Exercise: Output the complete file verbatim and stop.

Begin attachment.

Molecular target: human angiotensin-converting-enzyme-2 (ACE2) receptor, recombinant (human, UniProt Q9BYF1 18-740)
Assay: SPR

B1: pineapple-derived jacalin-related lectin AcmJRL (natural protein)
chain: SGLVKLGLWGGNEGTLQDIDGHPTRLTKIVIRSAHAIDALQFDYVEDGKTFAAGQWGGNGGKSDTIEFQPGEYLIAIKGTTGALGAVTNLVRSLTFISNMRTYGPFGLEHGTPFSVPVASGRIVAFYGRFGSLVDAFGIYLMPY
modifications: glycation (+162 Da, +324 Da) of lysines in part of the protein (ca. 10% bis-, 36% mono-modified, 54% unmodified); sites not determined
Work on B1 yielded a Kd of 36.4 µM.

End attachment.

Molecular target: human angiotensin-converting-enzyme-2 (ACE2) receptor, recombinant (human, UniProt Q9BYF1 18-740)
Assay: SPR

B1: pineapple-derived jacalin-related lectin AcmJRL (natural protein)
chain: SGLVKLGLWGGNEGTLQDIDGHPTRLTKIVIRSAHAIDALQFDYVEDGKTFAAGQWGGNGGKSDTIEFQPGEYLIAIKGTTGALGAVTNLVRSLTFISNMRTYGPFGLEHGTPFSVPVASGRIVAFYGRFGSLVDAFGIYLMPY
modifications: glycation (+162 Da, +324 Da) of lysines in part of the protein (ca. 10% bis-, 36% mono-modified, 54% unmodified); sites not determined
Work on B1 yielded a Kd of 36.4 µM.